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anonymous
 4 years ago
Find the depth at which the Gfield of a star is 25% with a density given by p(x), given radius is 4000km and mass at the surface is 3000kg.
anonymous
 4 years ago
Find the depth at which the Gfield of a star is 25% with a density given by p(x), given radius is 4000km and mass at the surface is 3000kg.

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anonymous
 4 years ago
Best ResponseYou've already chosen the best response.0p=m/v now i know that the change in density is going to be due to the change i mass and volume

anonymous
 4 years ago
Best ResponseYou've already chosen the best response.0so would it be \[dp=\frac{dm}{dv}\]

anonymous
 4 years ago
Best ResponseYou've already chosen the best response.0my teacher had his second equation in a similar problem as \[pdv=dm\] which i can only get if i let \[p*dv=\frac{dm}{dv}*dv\]

anonymous
 4 years ago
Best ResponseYou've already chosen the best response.0p is a linear function also

anonymous
 4 years ago
Best ResponseYou've already chosen the best response.0dw:1358678795614:dw

anonymous
 4 years ago
Best ResponseYou've already chosen the best response.0What subject is this?

anonymous
 4 years ago
Best ResponseYou've already chosen the best response.0it's calculusbased physics

anonymous
 4 years ago
Best ResponseYou've already chosen the best response.0the only unrelevant equation that makes it physics is \[g=\frac{Gm}{r^2}\] where G is the gravitational constant \[6.67*10^{11}\] m is the mass below and r is the radius to the center

anonymous
 4 years ago
Best ResponseYou've already chosen the best response.0so since we're given a radius and a mass you can find out what the Gfield is at the surface and solve for what 25% of it is. However to find the unknowns depth and mass , we need calculus

anonymous
 4 years ago
Best ResponseYou've already chosen the best response.0calculus is needed due to the fact that the mass and volume are changing as you get farther into the core which changes the density

anonymous
 4 years ago
Best ResponseYou've already chosen the best response.0dw:1358679271874:dw

anonymous
 4 years ago
Best ResponseYou've already chosen the best response.0\[dp \neq \frac{ dm }{ dv }\]

anonymous
 4 years ago
Best ResponseYou've already chosen the best response.0\[dp = \frac{ vdm  mdv }{ v^2 }\]

anonymous
 4 years ago
Best ResponseYou've already chosen the best response.0correct so where does \[pdv=dm\] come from

anonymous
 4 years ago
Best ResponseYou've already chosen the best response.0by any chance, is the density function given? p(x)?

anonymous
 4 years ago
Best ResponseYou've already chosen the best response.0ehh i think it was something like (.0000007+10^4)r

anonymous
 4 years ago
Best ResponseYou've already chosen the best response.0it is (.000005r+10^4)

anonymous
 4 years ago
Best ResponseYou've already chosen the best response.0So p(x) is (.000005r+10^4)?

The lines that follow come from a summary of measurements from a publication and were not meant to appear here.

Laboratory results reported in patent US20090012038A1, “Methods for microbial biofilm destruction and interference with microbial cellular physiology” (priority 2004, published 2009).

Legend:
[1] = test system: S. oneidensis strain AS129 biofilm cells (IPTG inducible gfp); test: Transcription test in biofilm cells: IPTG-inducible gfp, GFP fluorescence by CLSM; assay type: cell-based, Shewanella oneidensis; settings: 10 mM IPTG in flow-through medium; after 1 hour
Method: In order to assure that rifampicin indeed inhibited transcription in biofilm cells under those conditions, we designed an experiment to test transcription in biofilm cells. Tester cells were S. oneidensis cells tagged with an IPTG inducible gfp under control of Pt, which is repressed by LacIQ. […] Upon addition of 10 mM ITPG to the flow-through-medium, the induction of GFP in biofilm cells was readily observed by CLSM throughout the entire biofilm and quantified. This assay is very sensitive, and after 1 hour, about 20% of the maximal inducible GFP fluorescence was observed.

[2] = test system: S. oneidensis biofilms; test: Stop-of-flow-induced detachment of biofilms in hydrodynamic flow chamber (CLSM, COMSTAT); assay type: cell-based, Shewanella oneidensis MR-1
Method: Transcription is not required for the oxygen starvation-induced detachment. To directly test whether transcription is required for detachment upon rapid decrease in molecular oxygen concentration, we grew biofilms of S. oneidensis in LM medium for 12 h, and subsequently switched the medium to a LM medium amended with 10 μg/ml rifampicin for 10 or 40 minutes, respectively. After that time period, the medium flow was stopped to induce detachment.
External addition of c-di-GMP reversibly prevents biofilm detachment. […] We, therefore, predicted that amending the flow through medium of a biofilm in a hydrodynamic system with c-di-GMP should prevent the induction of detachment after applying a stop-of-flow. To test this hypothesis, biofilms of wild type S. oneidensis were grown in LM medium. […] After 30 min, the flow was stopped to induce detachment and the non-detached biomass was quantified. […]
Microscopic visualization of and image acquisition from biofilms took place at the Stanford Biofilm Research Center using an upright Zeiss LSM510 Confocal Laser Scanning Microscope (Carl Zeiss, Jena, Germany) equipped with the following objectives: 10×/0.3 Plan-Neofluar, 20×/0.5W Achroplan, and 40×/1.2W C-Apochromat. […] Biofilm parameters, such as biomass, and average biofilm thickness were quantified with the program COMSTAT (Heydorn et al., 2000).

anonymous
 4 years ago
Best ResponseYou've already chosen the best response.0i need somehow to relate the change of mass nad volume to the change in radius

anonymous
 4 years ago
Best ResponseYou've already chosen the best response.0dw:1358680137198:dw

anonymous
 4 years ago
Best ResponseYou've already chosen the best response.0what my teacher wrote for a very similar problem was \[pdv=dm\] \[p(4\pi r^2)=dm\]

anonymous
 4 years ago
Best ResponseYou've already chosen the best response.0dw:1358680208001:dw

anonymous
 4 years ago
Best ResponseYou've already chosen the best response.0dw:1358680330123:dw

anonymous
 4 years ago
Best ResponseYou've already chosen the best response.0now is it adding 10^4 or multiplying 10^4?

anonymous
 4 years ago
Best ResponseYou've already chosen the best response.0this is what he hsa i just need help understanding where the dm is coming from

anonymous
 4 years ago
Best ResponseYou've already chosen the best response.0dw:1358680376740:dw

anonymous
 4 years ago
Best ResponseYou've already chosen the best response.0only difference is he has Rd at top

anonymous
 4 years ago
Best ResponseYou've already chosen the best response.0dw:1358680521783:dw

anonymous
 4 years ago
Best ResponseYou've already chosen the best response.0dw:1358680673477:dw

anonymous
 4 years ago
Best ResponseYou've already chosen the best response.0i found this \[M=\int pdV\] which would make sense but how does pdv=dm relate. Afterthis it makes sense \[\int dm=\int pdV\] \[m=pdV\]

anonymous
 4 years ago
Best ResponseYou've already chosen the best response.0dw:1358680956774:dw

anonymous
 4 years ago
Best ResponseYou've already chosen the best response.0dw:1358681105717:dw

anonymous
 4 years ago
Best ResponseYou've already chosen the best response.0\[ p=\frac{m}{v}\] is it because p is essentially the change in density

anonymous
 4 years ago
Best ResponseYou've already chosen the best response.0so \[p=\Delta p=\frac{\Delta m}{\Delta v}\]

anonymous
 4 years ago
Best ResponseYou've already chosen the best response.0dw:1358681240467:dw

anonymous
 4 years ago
Best ResponseYou've already chosen the best response.0Yes, p is the density function, and since it has r in it, it changes depending on the radius. In the previous steps, I showed the mass by integrating p over the volume of the star... so that's like rearranging the equation to read m = p*v. But since p changes, I had to do an integral.

anonymous
 4 years ago
Best ResponseYou've already chosen the best response.0or would it actually be \[pdr=\frac{dm}{dv}\] \[pdvdr=dm\]

anonymous
 4 years ago
Best ResponseYou've already chosen the best response.0Alright, I hope some of my work was of some use.
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